We’re not the only ones searching for Waldo in this cutting-edge spin on Martin Handford’s interactive, picture-based Waldo series — Waldo is searching for himself.
In Who’s Waldo?, Waldo grapples with the absurdity of his existence and the impossibility of accepting death in various fun-filled, colorful illustrations depicting him at the center of nearly every existentially-pivotal moment in his life. The book ends predictably, comfortably, in a manner undeserving of most adjectives due to its innate ‘nothingness’: with a final illustration that is simply a white page, “Where is Waldo Now?” printed in small black lettering at the bottom. There’s really no better way to start a conversation with your children about death and meaninglessness than this.
The Non-Anthropomorphic Tree Devoid of Inherent Symbolism
Adapted from Shel Silverstein’s classic, The Giving Tree, The Non-Anthropomorphic Tree Devoid of Inherent Symbolism tells the tale of a tree that can’t talk, feel, or symbolize anything (because it’s a tree), and a teenage boy who regularly smokes marijuana under it. Eventually, the boy goes off to college, drops out, and takes a job as a member of the janitorial staff at a Detroit junior high school. For reasons completely unrelated to the boy, the tree is cut down to clear way for a suburban housing development.
Tommy Has Two Mommies (And He Doesn’t Talk To One of Them)
This book takes the recent trend of hyper-political correctness in children’s literature another heart-shatteringly realistic step further, educating young readers that normal families come in all shapes and sizes. Increasingly, we’re finding out that most normal families, whether the parents are of the same gender or not, have family members who despise each other.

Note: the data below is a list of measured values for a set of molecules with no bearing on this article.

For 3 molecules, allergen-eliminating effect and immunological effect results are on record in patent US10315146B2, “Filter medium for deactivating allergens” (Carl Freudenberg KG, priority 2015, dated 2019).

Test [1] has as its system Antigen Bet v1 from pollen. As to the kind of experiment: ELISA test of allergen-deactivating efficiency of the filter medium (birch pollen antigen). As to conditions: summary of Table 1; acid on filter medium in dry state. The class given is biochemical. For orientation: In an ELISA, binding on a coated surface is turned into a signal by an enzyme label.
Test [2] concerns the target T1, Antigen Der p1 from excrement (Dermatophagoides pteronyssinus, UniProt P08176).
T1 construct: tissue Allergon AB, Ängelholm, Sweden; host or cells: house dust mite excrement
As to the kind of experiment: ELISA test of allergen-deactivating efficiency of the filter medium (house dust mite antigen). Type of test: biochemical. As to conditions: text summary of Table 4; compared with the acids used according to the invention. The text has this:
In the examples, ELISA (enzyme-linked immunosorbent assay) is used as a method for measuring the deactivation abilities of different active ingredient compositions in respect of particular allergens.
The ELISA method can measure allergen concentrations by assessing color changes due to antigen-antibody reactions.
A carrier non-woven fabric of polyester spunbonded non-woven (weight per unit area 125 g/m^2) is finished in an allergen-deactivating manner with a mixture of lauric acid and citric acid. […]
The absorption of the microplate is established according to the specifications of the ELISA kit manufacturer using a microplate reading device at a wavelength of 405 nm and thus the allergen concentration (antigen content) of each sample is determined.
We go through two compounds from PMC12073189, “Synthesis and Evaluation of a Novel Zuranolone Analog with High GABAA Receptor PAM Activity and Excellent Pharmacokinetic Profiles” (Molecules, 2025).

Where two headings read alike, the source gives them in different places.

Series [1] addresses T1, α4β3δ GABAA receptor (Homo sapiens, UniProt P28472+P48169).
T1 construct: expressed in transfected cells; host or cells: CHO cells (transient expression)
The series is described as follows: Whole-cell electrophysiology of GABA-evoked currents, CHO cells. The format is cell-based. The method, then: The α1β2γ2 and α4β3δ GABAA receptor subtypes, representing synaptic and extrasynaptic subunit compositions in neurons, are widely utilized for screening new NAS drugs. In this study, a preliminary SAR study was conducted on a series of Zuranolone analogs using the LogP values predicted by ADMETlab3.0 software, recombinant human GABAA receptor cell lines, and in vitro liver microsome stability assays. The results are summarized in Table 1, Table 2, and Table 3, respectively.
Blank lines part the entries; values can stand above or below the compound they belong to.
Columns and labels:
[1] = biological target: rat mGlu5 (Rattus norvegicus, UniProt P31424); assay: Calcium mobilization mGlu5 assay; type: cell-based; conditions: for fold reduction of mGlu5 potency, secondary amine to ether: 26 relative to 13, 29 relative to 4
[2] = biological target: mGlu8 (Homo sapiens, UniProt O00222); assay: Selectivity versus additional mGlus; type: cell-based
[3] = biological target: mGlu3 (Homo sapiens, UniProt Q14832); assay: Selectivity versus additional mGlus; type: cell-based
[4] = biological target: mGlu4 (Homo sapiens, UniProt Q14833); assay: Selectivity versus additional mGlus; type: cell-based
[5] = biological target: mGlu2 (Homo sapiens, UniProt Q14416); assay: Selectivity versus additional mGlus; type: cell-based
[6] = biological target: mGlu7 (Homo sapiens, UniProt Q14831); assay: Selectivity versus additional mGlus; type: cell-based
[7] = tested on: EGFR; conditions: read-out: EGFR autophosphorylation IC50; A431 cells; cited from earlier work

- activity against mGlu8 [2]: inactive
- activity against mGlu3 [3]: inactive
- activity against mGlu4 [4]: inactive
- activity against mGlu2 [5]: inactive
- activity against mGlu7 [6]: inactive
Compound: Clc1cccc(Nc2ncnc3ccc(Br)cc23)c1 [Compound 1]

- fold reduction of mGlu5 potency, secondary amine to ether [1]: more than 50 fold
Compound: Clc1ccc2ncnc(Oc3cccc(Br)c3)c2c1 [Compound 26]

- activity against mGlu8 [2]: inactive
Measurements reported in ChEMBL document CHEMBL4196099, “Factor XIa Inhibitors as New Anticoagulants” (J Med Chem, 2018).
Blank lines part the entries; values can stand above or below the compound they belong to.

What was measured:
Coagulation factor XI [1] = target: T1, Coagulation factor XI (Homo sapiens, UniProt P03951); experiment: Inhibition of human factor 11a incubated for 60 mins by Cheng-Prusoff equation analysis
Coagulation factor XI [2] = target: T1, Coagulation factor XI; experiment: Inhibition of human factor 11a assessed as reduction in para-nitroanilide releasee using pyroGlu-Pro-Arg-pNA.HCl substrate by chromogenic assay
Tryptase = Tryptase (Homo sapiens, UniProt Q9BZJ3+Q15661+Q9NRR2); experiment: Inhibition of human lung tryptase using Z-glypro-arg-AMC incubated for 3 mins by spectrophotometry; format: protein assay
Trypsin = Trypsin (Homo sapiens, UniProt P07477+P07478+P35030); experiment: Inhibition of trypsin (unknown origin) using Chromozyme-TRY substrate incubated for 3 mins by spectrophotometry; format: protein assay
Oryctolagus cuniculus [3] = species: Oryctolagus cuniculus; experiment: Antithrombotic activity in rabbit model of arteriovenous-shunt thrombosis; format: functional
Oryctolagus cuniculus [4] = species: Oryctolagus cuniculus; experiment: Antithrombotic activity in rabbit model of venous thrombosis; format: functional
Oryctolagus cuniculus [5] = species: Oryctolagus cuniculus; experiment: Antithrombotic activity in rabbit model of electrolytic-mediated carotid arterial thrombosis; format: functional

In Tommy Has Two Mommies (And He Doesn’t Talk To One of Them), Tommy is 32 years old, married, has three children, works eight hours a day as an accountant, and is only on speaking terms with one of his lesbian mothers, since “literally forever” because “she’s always liked Dave more.” It’s never too early to starting teaching your young children the way it’s going to end up between you two in 30 years.
Where My Wild Things At?
In this book, protagonist six-year-old Max runs away from his Southern California suburb to find himself ‘Where The Wild Things At’: a place full of magic, wonder, and mysterious characters. Max doesn’t know it yet, but the band of strange and discontinuously violent/caring misfits who have taken him in are all prostitutes, pimps, producers, and dealers living in an LA meth house.
Co-written by acclaimed novelist Bret Easton Ellis, Where My Wild Things At? follows Max into the depths of addiction toward an even deeper appreciation of family, whether affluent, suburban and traditional, or poor, coked-up and intermittently homeless.
Brown Bear, Brown Bear, You Are F-cked
Set in a dystopian future in which animals can access the internet, Brown Bear, Brown Bear, You Are F-cked tells the tale of Brown Bear, whose exorbitant internet usage gives way to his development of extremely niche tastes in music, film, literature, and food. Relating to other bears becomes increasingly difficult and tiring. He makes ‘internet bear friends’ who are moderately interested in the same kinds of media to compensate for the IRL friends he has alienated.
Brown Bear slowly gains more and more internet friendships with bears all over the globe until he stops speaking with IRL bears completely, adopts ‘freeganism,’ and relocates to a remote, sealed-off, wifi-accessible cave in Vermont, where he can comment on blogs, refresh his Facebook feed, and discover new music on Spotify uninterrupted. He slowly loses track of the days, weeks, and months, and then he dies, leaving behind his earthly possesions: several parody Twitter accounts portraying various other woodland animals and a Blogspot.